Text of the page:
Pound sign

seealso|Pound (currency).The pound sign ("£" or "") is the symbol for the pound sterling—the currency of the United Kingdom (UK). The same symbol is (or was) used for currencies of the same name in some other countries and territories; there are other countries whose currency is called "the pound", but that do not use the £ symbol.

Both symbols derive from capital "L", standing for "librum", the basic Roman unit of weight which is in turn derived from the Latin word for scales or a balance. The pound became a British unit of weight, and the pound currency unit was so named because it was originally the value of 1 pound Tower Weight (326 g) of fine (pure) silver.

In English-language use, the pound sign, like the dollar sign ("$"), is placed before the number (i.e. "£12,000" and not "12,000£"), and separated from the following number by no space or a thin space.

The symbol "₤" is also known as the lira sign. In Italy, prior to the adoption of the euro, the symbol was used as an alternative to the more usual L to indicate prices in lire (but always with double horizontal lines). Other nations, such as Syria, continue to use the lira, and thus the lira sign, as denotation of their currency.Fact|date=May 2008



The symbol "£" has Unicode code point U+00A3 (inherited from Latin-1) [http://www.unicode.org/charts/PDF/U0080.pdf] . It has a HTML entity reference of £ and has an XML decimal entity reference of £.

The symbol "₤" has Unicode code point U+20A4, decimal entity reference ₤.

Entry methods

Prior to the introduction of the IBM PC there was no unique accepted standard for entering, displaying, printing, or storing the £ sign in the UK computer industry. On personal computers prior to the PC the "#" key was often used; sometimes it was displayed on screen as "#", but many printers could be set up to print "£" where "#" was sent to the printer by an application program. Keying in, storing, displaying, and printing the sign often required special setup. The "#" sign is sometimes called "pound sign" in non-sterling countries.

The BBC Micro used a variant of ASCII that replaced the backtick ("`", character 96, hex 60) with the pound sign (ISO/IEC 8859 had not yet been standardised, and it was advantageous to have commonly-used characters available in the lower, 7-bit ASCII table), denoted as CHR$96 or (hex) CHR$&60. Since the BBC Micro used a Teletext mode as standard, this means that the pound sign is in the 7-bit ASCII variant used on Teletext systems such as Ceefax, ORACLE and Teletext Ltd too.

The PC UK keyboard layout has the "£" symbol on the 3 number key, where an American keyboard has the number sign ("#").

The symbol "£" is in the MacRoman character set and can be generated on most non-UK Mac OS keyboard layouts which do not have a dedicated key for it, typically through Option+3. Under Microsoft Windows it can be generated through the Alt keycodes 0163 and 156, and in MS-DOS by Alt-156.

The Compose key sequence is 'L' and '-'.

ee also

*Currency sign

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Look at other dictionaries:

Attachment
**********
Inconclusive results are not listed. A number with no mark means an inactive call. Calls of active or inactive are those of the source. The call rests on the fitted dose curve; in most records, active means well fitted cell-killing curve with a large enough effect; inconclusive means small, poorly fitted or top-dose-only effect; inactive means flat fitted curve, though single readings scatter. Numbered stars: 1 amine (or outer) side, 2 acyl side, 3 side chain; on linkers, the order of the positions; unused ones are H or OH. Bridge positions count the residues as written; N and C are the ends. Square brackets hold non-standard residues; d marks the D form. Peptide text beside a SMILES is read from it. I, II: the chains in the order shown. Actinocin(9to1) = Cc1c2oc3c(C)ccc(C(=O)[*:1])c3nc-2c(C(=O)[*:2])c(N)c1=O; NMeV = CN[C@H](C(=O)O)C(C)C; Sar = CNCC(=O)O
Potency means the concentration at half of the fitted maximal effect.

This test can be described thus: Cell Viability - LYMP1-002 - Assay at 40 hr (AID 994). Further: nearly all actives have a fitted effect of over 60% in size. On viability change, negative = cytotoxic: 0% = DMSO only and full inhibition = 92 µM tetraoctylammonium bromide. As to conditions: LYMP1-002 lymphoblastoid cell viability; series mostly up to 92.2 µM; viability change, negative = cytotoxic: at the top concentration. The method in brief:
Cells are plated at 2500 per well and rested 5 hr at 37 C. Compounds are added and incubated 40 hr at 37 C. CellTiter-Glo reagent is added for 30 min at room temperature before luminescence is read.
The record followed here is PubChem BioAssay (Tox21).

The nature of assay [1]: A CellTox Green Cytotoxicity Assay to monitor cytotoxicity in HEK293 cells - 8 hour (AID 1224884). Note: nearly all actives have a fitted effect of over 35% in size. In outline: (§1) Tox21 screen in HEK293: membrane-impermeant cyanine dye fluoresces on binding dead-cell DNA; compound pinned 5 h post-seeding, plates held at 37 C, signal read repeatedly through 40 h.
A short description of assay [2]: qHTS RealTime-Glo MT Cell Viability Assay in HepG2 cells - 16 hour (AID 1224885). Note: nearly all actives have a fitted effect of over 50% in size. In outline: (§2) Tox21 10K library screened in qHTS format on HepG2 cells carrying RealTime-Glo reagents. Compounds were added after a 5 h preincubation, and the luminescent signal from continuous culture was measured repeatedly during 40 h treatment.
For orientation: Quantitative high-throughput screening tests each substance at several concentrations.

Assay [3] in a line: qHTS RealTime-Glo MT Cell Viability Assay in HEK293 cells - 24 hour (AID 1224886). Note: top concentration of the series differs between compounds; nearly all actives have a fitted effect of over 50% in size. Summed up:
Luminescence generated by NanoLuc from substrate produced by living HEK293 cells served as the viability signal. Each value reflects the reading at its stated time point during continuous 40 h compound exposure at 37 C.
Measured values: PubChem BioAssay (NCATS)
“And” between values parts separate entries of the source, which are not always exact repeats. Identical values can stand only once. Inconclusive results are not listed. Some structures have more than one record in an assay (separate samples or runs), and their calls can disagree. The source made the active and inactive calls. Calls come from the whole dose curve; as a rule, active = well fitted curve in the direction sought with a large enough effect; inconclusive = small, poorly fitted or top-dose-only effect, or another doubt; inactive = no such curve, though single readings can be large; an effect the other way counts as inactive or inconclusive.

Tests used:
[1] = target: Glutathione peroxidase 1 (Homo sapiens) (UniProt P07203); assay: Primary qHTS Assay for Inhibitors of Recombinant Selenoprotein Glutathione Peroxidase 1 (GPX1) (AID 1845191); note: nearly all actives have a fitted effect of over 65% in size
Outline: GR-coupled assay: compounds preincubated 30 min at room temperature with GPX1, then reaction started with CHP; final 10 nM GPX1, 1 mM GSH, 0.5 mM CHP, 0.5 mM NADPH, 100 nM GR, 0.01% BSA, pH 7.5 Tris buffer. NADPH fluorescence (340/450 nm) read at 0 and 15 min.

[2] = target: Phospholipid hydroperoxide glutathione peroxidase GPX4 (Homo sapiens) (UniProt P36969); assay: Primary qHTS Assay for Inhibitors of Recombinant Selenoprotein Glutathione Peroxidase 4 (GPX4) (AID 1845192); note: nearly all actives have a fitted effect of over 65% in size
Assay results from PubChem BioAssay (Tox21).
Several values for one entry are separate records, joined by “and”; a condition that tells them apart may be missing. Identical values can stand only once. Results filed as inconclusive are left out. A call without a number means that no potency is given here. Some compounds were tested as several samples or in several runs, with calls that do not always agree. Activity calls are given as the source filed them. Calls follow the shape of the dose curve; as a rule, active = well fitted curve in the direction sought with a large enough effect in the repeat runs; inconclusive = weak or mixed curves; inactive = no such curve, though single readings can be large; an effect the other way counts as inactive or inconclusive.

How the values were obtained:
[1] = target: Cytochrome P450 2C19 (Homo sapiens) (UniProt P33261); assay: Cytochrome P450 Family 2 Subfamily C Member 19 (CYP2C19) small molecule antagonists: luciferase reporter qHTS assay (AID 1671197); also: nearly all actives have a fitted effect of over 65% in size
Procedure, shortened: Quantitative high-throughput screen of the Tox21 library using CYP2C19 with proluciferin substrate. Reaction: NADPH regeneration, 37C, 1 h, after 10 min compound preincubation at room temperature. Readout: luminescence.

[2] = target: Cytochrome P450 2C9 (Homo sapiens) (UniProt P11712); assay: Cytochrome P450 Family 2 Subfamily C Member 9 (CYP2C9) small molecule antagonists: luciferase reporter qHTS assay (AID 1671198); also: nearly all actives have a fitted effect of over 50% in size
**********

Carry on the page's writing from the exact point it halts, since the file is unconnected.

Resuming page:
• pound sign — pound′ sign n. 1) cvb num a symbol (£) for “pound” or “pounds” as a monetary unit of the United Kingdom 2) cvb a symbol (#) for “pound” or “pounds” as a unit of weight Compare number sign space mark 3) a symbol (#) used for various purposes •… …   From formal English to slang

  • pound sign — n 1.) BrE the ↑symbol (£), used for a pound in British money 2.) AmE the ↑symbol (#), used especially on a telephone British Equivalent: hash …   Dictionary of contemporary English

  • pound sign — pound ,sign noun count 1. ) AMERICAN the symbol # 2. ) the symbol £ …   Usage of the words and phrases in modern English

  • pound sign — n. a symbol (#) on a button on a touch tone telephone keypad …   English World dictionary

  • pound sign — octothorp oc to*thorp, octothorpe oc to*thorpe, n. [octo eight + thorp Etymology of thorp uncertain. (ca. 1965). See quote below. Possibly derived from octalthorpe or octotherp (once used by the Bell System?).] A typographic symbol (#) having two …   The Collaborative International Dictionary of English

  • Pound sign — Ever wondered why Brits flounder when voicemail messages say to press the pound sign? What on earth is the British currency doing on a phone anyway? Well, it isn t. To a Brit, the pound sign is the wiggly thing we use to denote the UK pound… …   The American's guide to speaking British

  • pound sign — ● ►en loc. m. ►CHAR Version anglaise du nom du fagot, i.e. le caractère # . Adrian Chandler me signale: Pound sign signifie symbole de la livre (sterling) . C est le caractère £ (ANSI 0163). Étant donné que ce symbole est utile pour les anglais… …   Dictionnaire d'informatique francophone

  • pound sign — UK / US noun [countable] Word forms pound sign : singular pound sign plural pound signs 1) the symbol £ 2) American a hash (#) …   English dictionary

  • pound sign — noun a) The symbol £ representing the pound sterling. b) The symbol on a telephone. <!Note: pound sign is not a name for lb, as this is an abbreviation rather than a symbol Syn: hash, hash sign, number sign, octothorpe …   Wiktionary

  • pound sign — 1. a symbol (£) for pound or pounds as a monetary unit of the United Kingdom. 2. a symbol (#) for pound or pounds as a unit of weight or mass: 20# bond paper stock. 3. the symbol (#) used for various purposes. Cf. hash mark, number sign, space… …   Universalium

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